Last Saturday night I had the rare opportunity to share a meal with Thomas and a small group of other bold-faced names in a private dining room in High Point, North Carolina. (For the record, what he ordered looked far better than my choice.. but I digress...) As you surely know if you've read PalomaHeather or Cassandra's posts, we enjoyed the company of Suzanne Kasler, Ron Fiore and the impossibly fun Alexa Hampton. And while it seemed the entire room was abuzz with conversation, I suspect our table might have been the most rambunctious of the bunch. Between me, Ron, Thomas, Karen (Thomas's PR guru), Keith (Thomas's right hand man) and my husband, I can safely say we were not a quiet bunch! To say that we had a great time would be an understatement! 

The thing about Thomas that stood out to me was how he simultaneously embodied such precision and absolute chaos. Everything about him is a study in contrasts. His perfectly tailored clothing, masterfully tossed on with a devil may care attitude. His mathematically precise furnishings that somehow still ooze laid-back ease and comfort. His freshly cut hair that's haphazardly coiffed - making you suspect he only had moments to fix it, but it looks great regardless. Anyway you look at it, Thomas enjoys the dichotomy of his (and my) Gemini personality. Fully controlled, drawn to precision, a total perfectionist - and yet a total riot and easy to be around. Spend a moment in his company and you'll find yourself laughing hysterically. His quick wit and sheer breadth of knowledge makes him a powerhouse personality. Trust me, you notice when this guy walks into a room. And you'd better be prepared.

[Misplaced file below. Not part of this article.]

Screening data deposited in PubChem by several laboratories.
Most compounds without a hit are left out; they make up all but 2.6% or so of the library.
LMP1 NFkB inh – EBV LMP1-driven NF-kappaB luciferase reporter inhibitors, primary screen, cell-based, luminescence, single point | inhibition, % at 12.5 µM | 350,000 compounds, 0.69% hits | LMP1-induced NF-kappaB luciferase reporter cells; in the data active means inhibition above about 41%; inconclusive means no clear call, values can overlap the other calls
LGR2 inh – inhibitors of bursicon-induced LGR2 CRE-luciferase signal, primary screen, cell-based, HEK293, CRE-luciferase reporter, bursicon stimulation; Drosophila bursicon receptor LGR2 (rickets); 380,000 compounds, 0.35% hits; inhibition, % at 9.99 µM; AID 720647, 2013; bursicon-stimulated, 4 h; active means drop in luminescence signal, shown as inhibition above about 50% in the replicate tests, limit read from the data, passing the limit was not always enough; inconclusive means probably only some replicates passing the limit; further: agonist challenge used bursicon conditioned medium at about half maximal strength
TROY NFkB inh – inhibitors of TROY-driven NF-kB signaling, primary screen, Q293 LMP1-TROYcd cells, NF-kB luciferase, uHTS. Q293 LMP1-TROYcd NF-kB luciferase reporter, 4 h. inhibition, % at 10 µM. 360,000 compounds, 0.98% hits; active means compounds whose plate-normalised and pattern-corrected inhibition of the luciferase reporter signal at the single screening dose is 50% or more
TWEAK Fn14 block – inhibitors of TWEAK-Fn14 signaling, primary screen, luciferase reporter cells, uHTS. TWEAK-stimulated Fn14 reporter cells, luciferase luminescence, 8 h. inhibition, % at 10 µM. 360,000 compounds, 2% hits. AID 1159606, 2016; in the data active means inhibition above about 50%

Back to my story... dinner was amazing. The group of us laughed so hard we nearly cried. And the next morning Thomas and the other designers walked us through the Hickory Chair showroom discussing their respective collections. It would be difficult to overstate how well informed Thomas is about design. He understands scale, historical significance, functionality and attention to detail in ways many of us can only dream. Much of his influence comes fro his New England upbringing. He recalls the furnishings of his childhood home and appreciates quality pieces that can be passed down from generation to generation. This all very clearly translates in his work. Each piece easily can stand on its own and could be repurposed in near limitless arrangements in almost any room of the home.